Wendy Weltman Palmer M.S.W, is a licensed clinical social worker and marriage and family therapist in Dallas, Texas, who specializes in interfaith couple counseling. Her "Dear Wendy" advice column has been seen in these pages.
Dear Wendy: Why Do I Have to Be Jewish?
InterfaithFamily.com is pleased to offer this advice column for individuals encountering difficult interfaith situations. The column is written by Wendy Weltman Palmer, M.S.W., a licensed marriage and family therapist in private practice in Dallas, Texas. As a former director of Outreach and Synagogue Community for the Union of Reform Judaism, Ms. Palmer helped develop programs for interfaith couples and families throughout the southwest. Ms. Palmer's experience as a partner in an interfaith marriage adds a special dimension to the consultation.
Readers can contact Wendy at email@example.com with questions about interfaith issues. Of course, Wendy will not be able to respond to every question, but she will try to respond to as many as she can and sometimes may combine questions on similar topics and address them in one article. She will use pseudonyms rather than real names to protect people's privacy.
How do you explain to children that they are Jewish when one parent is not? How do you answer the question, “Why do I have to go to temple/Hebrew school and skip school or games on High Holidays?” My husband will be supportive and does go to temple with me, but he is agnostic (raised Catholic). We are struggling with how to explain to the kids that they are Jewish without putting down Dad's/Grandma's beliefs.
Your question points to a dilemma occasionally experienced by interfaith families. You have mastered the hurdle of choosing a single faith for your family. You are managing the day-to-day realities of that decision. Yet, there seems to be this nagging feeling that in practicing one religion and not another, you have assigned one religion a superior designation and the other an inferior designation. If this were true, it would be a sort of “put-down” to the parent (and the family of the parent) whose religion was not chosen to be practiced or passed down. But, that is rarely the case.
Interfaith couples arrive at the decision for a single family faith out of the practical as well as the spiritual. It may have been borne out of a driving passion by one spouse, or an angry rejection by another. Most often, though, this decision comes about by way of a compromise, a recognition of the religious “system” that will best allow for the comfort and growth of the children and the parents.
So, let's try to understand what is reflected by your children's questions. Often, when children ask these sorts of questions they are merely seeking information and trying to understand the boundaries of their religious life. In much the same way that a child would ask (complain), “Why do I have to go to bed at eight when I could just as easily go to bed at nine,” your child is asking (complaining?) “Why do I have to go to Hebrew School?”
In asking this type of question, your child may just need to hear, “If you are going to have a Bar Mitzvah, then you need to get started with Hebrew school now rather than in two years.” A simple, educational, neutral response. Or, is your child asking, in effect, how important is it to you that I go to Hebrew School--in other words, trying to ferret out your beliefs and values. In this case, your answer would be far different.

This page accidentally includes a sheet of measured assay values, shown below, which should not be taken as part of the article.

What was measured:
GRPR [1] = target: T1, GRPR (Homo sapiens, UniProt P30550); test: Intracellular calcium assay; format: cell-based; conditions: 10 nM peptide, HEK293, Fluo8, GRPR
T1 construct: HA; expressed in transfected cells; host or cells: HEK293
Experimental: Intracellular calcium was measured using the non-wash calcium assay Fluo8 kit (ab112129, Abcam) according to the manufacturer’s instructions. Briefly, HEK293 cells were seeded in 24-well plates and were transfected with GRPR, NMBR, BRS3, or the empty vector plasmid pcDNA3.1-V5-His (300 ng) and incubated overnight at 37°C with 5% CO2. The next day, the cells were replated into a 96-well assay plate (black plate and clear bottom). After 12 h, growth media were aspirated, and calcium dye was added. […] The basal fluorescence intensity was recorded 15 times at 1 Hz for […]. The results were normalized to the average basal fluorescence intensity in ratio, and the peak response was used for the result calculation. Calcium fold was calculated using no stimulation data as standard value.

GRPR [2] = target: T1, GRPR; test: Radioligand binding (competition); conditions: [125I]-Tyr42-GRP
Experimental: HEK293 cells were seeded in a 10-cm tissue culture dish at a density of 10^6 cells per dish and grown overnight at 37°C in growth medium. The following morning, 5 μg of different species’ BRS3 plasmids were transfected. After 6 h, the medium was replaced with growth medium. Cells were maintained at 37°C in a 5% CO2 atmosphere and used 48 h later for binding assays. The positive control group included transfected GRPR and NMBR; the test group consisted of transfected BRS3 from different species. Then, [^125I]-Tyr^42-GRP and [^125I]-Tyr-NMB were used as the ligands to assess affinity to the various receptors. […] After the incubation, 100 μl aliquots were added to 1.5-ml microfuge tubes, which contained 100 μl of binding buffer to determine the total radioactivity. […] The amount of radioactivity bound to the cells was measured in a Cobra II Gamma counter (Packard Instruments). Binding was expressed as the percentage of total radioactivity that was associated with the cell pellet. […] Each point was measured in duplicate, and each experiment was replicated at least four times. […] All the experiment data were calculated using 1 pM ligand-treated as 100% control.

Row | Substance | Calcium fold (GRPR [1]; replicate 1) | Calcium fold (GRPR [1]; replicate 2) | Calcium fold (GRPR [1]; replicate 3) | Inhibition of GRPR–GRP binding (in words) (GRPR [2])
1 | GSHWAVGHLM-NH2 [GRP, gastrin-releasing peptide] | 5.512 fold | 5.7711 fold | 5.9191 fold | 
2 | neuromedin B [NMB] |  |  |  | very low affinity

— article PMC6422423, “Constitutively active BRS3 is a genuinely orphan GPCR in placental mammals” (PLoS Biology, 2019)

In the latter case, your child seems to be asking, “Why did you and Dad decide to raise us as Jews?" Before you and your husband can respond to this, you need to have discussed it yourselves. How did you arrive at this decision? Your honest answer is the one that your children deserve to hear. “To tell the truth, sweetie, we just flipped a coin.” Or, “We felt it was important to have just one religion in the family. And, since I had a stronger connection to my Judaism than Dad had to his Catholicism, we decided that Judaism made the most sense for our family.”
Of course, sometimes a simple direct answer leads to more questions, so be prepared. My sense is that children can handle even a complex theological response as long as it is thoughtful and truthful. “Being an agnostic means Dad is not sure whether God exists or not. Curiously, Judaism is one religion that tolerates the questioning of God.” Or, “The teachings of the Catholic Church inspire Grandma to lead a good life, but I personally could never accept certain of the tenets I was taught. The way Jews emphasize healing the world makes more sense to me and is something that I am comfortable having you children exposed to.” And so on.
By openly discussing differences between your family's beliefs and Grandma's beliefs, your children gain a respect for the role of religion in one's life. It's as though they are living a comparative religion course, all of which involves healthy dialogue and debate. There are theological constructs, some of which inspire and others that don't. There are cultural traditions and tribal concerns. There are the burdens and responsibilities of being associated with a minority religion. And, there is the wonderment of a world religion which helped to shape Western civilization. But, there are no put-downs.
Welcome to your new role as discussion facilitator!
Reform synagogues are often called "temple." "The Temple" refers to either the First Temple, built by King Solomon in 957 BCE in Jerusalem, or the Second Temple, which replaced the First Temple and stood on the Temple Mount in Jerusalem from 516 BCE to 70 CE.